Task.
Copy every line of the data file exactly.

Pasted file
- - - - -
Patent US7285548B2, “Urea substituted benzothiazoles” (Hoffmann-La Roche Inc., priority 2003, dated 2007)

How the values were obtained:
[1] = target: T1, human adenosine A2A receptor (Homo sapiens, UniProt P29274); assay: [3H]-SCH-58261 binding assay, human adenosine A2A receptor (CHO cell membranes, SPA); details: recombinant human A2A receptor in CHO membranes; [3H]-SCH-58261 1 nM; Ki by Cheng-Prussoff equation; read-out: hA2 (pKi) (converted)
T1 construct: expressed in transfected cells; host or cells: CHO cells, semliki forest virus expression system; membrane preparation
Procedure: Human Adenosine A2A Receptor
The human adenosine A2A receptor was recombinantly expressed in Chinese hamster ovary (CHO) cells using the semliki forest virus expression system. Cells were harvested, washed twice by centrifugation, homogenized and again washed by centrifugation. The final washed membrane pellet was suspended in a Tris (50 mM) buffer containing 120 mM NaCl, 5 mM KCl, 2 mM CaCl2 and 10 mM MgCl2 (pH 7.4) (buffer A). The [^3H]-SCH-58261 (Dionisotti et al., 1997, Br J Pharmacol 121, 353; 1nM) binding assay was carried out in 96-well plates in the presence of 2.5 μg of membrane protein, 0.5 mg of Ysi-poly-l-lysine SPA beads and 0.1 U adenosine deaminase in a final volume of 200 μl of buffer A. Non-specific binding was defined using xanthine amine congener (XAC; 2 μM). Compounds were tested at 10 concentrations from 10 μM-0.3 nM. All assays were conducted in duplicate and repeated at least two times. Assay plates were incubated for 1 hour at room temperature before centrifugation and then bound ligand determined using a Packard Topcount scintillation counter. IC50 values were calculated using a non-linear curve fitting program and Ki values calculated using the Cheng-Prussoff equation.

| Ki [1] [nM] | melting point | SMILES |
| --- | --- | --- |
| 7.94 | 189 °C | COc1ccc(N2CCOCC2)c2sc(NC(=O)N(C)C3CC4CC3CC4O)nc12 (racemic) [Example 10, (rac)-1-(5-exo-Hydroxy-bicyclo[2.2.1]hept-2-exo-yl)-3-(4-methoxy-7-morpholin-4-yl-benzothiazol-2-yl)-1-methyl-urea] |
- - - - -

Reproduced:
Patent US7285548B2, “Urea substituted benzothiazoles” (Hoffmann-La Roche Inc., priority 2003, dated 2007)

How the values were obtained:
[1] = target: T1, human adenosine A2A receptor (Homo sapiens, UniProt P29274); assay: [3H]-SCH-58261 binding assay, human adenosine A2A receptor (CHO cell membranes, SPA); details: recombinant human A2A receptor in CHO membranes; [3H]-SCH-58261 1 nM; Ki by Cheng-Prussoff equation; read-out: hA2 (pKi) (converted)
T1 construct: expressed in transfected cells; host or cells: CHO cells, semliki forest virus expression system; membrane preparation
Procedure: Human Adenosine A2A Receptor
The human adenosine A2A receptor was recombinantly expressed in Chinese hamster ovary (CHO) cells using the semliki forest virus expression system. Cells were harvested, washed twice by centrifugation, homogenized and again washed by centrifugation. The final washed membrane pellet was suspended in a Tris (50 mM) buffer containing 120 mM NaCl, 5 mM KCl, 2 mM CaCl2 and 10 mM MgCl2 (pH 7.4) (buffer A). The [^3H]-SCH-58261 (Dionisotti et al., 1997, Br J Pharmacol 121, 353; 1nM) binding assay was carried out in 96-well plates in the presence of 2.5 μg of membrane protein, 0.5 mg of Ysi-poly-l-lysine SPA beads and 0.1 U adenosine deaminase in a final volume of 200 μl of buffer A. Non-specific binding was defined using xanthine amine congener (XAC; 2 μM). Compounds were tested at 10 concentrations from 10 μM-0.3 nM. All assays were conducted in duplicate and repeated at least two times. Assay plates were incubated for 1 hour at room temperature before centrifugation and then bound ligand determined using a Packard Topcount scintillation counter. IC50 values were calculated using a non-linear curve fitting program and Ki values calculated using the Cheng-Prussoff equation.

| Ki [1] [nM] | melting point | SMILES |
| --- | --- | --- |
| 7.94 | 189 °C | COc1ccc(N2CCOCC2)c2sc(NC(=O)N(C)C3CC4CC3CC4O)nc12 (racemic) [Example 10, (rac)-1-(5-exo-Hydroxy-bicyclo[2.2.1]hept-2-exo-yl)-3-(4-methoxy-7-morpholin-4-yl-benzothiazol-2-yl)-1-methyl-urea] |